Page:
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The Problem with Overzealous DRM
By Aloysius Low - on 23 Feb 2010, 9:42am

Ubisoft's latest DRM measures have had PC gamers up in arms, and for a good reason. Unlike current DRM measures that limit the number of installation or just simple disc checks, Ubisoft has taken its online activation policy for its previous games one step further, this time requiring an always on Internet connection while playing their latest games (Assassin's Creed 2 and Settlers VII).

If the Internet line goes down, Assassin's Creed 2 will kick you back to the main menu, with no saves on your progress being made. Settlers VII players have it easier, as the game will pause while you reconnect. So in essence, this means no offline playing either games, and even worse, if you're stuck with a bad connection or if Ubisoft's servers goes down, you'll be unable to play the game. Heck, Ubisoft has admitted it could be a problem, but have not said how they would fix this if it happens.

Of course, all these DRM measures are in place because Ubisoft wants to beat piracy, but it does seem to be creating a lot of hassle for legitimate customers; and face it, people who pirate the game will probably be able to play it without going through such hassles anyway. More restrictive DRM seems like a two-edged sword, and it is, firstly, you're making the life of paying customers who want to enjoy your game hell to do so, while giving pirates a lame cop out reason to do so. And face it, pirates usually make it a point to crack the game before the release date anyhows.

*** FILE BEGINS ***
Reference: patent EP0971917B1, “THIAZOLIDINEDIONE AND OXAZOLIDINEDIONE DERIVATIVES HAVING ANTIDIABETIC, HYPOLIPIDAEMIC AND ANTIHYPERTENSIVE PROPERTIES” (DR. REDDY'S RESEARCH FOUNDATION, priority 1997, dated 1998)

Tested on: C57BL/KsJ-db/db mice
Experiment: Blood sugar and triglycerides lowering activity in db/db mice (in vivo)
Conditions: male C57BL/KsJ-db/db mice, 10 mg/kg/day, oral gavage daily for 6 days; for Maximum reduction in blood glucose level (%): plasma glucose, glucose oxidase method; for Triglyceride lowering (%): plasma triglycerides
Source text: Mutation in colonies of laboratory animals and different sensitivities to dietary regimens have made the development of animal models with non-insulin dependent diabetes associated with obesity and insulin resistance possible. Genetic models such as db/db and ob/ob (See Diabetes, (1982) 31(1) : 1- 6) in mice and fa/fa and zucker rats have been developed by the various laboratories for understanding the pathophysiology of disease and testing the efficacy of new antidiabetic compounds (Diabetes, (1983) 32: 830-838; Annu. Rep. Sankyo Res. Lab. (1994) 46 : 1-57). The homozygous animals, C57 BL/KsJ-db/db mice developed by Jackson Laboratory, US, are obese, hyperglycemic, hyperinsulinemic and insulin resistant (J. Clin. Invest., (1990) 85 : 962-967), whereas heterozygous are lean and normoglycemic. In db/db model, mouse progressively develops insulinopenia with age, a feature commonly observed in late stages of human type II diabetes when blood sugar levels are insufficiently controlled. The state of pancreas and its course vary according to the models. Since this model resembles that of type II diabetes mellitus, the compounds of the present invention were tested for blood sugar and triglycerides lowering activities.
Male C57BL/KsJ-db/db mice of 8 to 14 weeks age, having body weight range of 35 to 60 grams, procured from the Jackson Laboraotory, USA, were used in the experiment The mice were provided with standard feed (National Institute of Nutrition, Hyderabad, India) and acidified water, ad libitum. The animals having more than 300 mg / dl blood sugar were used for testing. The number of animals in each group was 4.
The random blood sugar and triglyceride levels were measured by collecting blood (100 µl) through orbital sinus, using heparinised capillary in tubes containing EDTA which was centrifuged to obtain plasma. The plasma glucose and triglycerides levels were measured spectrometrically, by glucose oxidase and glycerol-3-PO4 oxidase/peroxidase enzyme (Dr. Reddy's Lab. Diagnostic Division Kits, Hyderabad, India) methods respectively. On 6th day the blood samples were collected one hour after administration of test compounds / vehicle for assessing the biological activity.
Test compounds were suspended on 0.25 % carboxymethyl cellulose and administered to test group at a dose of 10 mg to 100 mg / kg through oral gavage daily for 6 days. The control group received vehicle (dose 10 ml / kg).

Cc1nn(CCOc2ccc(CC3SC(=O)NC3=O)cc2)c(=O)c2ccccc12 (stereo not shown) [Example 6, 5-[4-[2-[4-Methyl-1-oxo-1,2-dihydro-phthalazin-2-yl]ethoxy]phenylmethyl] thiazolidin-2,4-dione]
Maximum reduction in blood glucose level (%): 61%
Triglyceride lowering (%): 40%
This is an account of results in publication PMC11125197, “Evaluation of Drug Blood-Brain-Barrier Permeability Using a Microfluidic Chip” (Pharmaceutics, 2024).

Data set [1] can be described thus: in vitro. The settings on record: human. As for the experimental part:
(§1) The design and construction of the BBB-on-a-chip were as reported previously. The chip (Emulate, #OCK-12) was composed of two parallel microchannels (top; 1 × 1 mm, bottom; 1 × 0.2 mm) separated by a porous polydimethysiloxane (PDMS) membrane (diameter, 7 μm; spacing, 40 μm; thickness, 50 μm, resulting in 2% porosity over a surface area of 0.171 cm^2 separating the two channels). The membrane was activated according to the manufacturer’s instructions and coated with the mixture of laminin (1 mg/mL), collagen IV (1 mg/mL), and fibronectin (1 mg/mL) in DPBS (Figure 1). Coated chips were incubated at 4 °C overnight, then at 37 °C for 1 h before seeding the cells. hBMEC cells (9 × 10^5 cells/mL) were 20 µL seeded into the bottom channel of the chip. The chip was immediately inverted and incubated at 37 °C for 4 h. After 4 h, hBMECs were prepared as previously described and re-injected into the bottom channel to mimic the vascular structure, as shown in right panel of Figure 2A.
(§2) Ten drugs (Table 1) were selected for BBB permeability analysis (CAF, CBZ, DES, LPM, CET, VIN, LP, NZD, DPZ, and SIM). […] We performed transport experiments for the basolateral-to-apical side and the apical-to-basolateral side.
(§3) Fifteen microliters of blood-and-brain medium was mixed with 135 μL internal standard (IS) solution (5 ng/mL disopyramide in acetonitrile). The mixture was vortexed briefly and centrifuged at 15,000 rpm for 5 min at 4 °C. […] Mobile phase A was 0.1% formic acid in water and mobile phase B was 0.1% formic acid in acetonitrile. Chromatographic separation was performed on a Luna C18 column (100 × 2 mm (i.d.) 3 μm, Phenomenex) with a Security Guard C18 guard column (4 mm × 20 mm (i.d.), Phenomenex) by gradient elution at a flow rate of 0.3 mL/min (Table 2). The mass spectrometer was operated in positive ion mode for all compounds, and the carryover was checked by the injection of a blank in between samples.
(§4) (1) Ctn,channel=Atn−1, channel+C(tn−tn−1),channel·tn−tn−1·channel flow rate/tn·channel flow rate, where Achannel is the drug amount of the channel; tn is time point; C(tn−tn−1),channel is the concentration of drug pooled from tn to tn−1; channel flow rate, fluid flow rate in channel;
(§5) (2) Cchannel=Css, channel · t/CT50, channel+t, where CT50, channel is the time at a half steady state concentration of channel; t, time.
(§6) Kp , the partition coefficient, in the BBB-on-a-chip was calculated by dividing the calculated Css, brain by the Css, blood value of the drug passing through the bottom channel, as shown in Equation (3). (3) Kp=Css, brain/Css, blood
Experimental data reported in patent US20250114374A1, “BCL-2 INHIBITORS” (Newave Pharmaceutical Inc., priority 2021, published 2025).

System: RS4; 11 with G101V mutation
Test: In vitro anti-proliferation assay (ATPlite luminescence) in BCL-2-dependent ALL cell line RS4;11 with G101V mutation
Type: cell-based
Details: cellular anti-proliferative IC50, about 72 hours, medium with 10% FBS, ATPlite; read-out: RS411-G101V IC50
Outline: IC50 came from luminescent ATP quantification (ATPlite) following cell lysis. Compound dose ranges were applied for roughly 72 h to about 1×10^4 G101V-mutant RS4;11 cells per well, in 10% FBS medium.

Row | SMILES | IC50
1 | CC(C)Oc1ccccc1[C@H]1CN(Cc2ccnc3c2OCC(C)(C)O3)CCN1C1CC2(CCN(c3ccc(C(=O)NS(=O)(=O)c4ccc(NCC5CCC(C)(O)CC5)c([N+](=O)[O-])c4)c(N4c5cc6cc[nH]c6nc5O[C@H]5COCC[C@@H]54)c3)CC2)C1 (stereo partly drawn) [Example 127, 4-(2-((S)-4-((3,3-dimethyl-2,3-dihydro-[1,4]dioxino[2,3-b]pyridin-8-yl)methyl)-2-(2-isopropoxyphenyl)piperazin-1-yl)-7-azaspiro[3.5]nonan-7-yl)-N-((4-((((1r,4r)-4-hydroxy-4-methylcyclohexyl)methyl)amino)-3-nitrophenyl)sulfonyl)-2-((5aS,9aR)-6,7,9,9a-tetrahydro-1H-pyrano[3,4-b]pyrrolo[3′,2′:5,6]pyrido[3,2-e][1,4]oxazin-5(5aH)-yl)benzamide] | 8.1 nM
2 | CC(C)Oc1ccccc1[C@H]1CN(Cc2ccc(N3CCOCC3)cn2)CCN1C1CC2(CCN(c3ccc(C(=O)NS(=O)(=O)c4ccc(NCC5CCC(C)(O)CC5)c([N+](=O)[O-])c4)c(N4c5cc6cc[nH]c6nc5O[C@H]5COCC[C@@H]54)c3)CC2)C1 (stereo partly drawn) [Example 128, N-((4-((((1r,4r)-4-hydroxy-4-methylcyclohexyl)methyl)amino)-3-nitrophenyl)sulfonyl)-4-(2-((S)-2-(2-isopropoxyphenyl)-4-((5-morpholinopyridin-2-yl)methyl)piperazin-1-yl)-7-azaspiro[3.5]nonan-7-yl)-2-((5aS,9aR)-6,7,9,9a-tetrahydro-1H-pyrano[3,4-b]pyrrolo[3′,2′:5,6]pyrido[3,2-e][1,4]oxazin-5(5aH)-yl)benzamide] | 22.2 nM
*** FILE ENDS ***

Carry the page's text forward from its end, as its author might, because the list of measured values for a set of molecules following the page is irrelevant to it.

Ethically speaking, there's nothing to stop a person from buying the game, and running a pirated cracked version of the game, but that sorts of defeats the purpose of DRM in the first place no? Maybe gaming companies should start thinking of less intrusive methods to prevent piracy like offering content available only to legitimate copies, while pricing a game such that it wouldn't make sense to pirate it. That's not to say piracy will stop completely, and we have to be realistic here, but at least they will be able to get more returns and more positive publicity.


Aloysius Low

Aloysius Low / Former Tech Writer

Tech writer, gadget nerd, cat owner and social media junkie, Aloysius loves exploring the wacky side of tech, while tackling his notebook reviews.